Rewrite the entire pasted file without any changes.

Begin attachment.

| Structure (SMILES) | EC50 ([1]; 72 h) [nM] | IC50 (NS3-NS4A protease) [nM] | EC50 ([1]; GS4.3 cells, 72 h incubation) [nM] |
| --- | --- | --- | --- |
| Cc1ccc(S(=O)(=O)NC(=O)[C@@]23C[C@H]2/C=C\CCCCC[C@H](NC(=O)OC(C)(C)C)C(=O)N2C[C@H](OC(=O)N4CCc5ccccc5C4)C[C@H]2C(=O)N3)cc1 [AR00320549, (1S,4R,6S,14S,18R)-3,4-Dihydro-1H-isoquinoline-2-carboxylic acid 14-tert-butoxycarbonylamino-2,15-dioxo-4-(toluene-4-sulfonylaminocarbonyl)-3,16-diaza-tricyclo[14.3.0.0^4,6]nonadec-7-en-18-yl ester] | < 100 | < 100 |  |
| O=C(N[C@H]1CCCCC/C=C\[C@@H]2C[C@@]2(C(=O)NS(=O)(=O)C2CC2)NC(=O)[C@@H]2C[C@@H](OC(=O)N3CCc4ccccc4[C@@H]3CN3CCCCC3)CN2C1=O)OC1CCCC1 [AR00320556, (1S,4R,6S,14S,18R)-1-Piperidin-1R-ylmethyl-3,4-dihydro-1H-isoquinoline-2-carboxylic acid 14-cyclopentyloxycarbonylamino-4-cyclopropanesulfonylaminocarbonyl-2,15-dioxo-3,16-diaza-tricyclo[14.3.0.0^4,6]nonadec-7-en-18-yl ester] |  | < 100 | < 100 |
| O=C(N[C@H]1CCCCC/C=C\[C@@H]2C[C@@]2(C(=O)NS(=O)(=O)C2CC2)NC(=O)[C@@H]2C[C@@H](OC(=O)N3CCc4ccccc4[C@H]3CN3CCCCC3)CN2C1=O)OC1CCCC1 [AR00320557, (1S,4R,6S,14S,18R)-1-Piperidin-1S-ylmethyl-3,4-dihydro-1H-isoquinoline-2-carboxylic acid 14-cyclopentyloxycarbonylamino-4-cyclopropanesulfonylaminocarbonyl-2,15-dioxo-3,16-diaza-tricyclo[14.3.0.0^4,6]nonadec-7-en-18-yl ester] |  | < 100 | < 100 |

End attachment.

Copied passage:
| Structure (SMILES) | EC50 ([1]; 72 h) [nM] | IC50 (NS3-NS4A protease) [nM] | EC50 ([1]; GS4.3 cells, 72 h incubation) [nM] |
| --- | --- | --- | --- |
| Cc1ccc(S(=O)(=O)NC(=O)[C@@]23C[C@H]2/C=C\CCCCC[C@H](NC(=O)OC(C)(C)C)C(=O)N2C[C@H](OC(=O)N4CCc5ccccc5C4)C[C@H]2C(=O)N3)cc1 [AR00320549, (1S,4R,6S,14S,18R)-3,4-Dihydro-1H-isoquinoline-2-carboxylic acid 14-tert-butoxycarbonylamino-2,15-dioxo-4-(toluene-4-sulfonylaminocarbonyl)-3,16-diaza-tricyclo[14.3.0.0^4,6]nonadec-7-en-18-yl ester] | < 100 | < 100 |  |
| O=C(N[C@H]1CCCCC/C=C\[C@@H]2C[C@@]2(C(=O)NS(=O)(=O)C2CC2)NC(=O)[C@@H]2C[C@@H](OC(=O)N3CCc4ccccc4[C@@H]3CN3CCCCC3)CN2C1=O)OC1CCCC1 [AR00320556, (1S,4R,6S,14S,18R)-1-Piperidin-1R-ylmethyl-3,4-dihydro-1H-isoquinoline-2-carboxylic acid 14-cyclopentyloxycarbonylamino-4-cyclopropanesulfonylaminocarbonyl-2,15-dioxo-3,16-diaza-tricyclo[14.3.0.0^4,6]nonadec-7-en-18-yl ester] |  | < 100 | < 100 |
| O=C(N[C@H]1CCCCC/C=C\[C@@H]2C[C@@]2(C(=O)NS(=O)(=O)C2CC2)NC(=O)[C@@H]2C[C@@H](OC(=O)N3CCc4ccccc4[C@H]3CN3CCCCC3)CN2C1=O)OC1CCCC1 [AR00320557, (1S,4R,6S,14S,18R)-1-Piperidin-1S-ylmethyl-3,4-dihydro-1H-isoquinoline-2-carboxylic acid 14-cyclopentyloxycarbonylamino-4-cyclopropanesulfonylaminocarbonyl-2,15-dioxo-3,16-diaza-tricyclo[14.3.0.0^4,6]nonadec-7-en-18-yl ester] |  | < 100 | < 100 |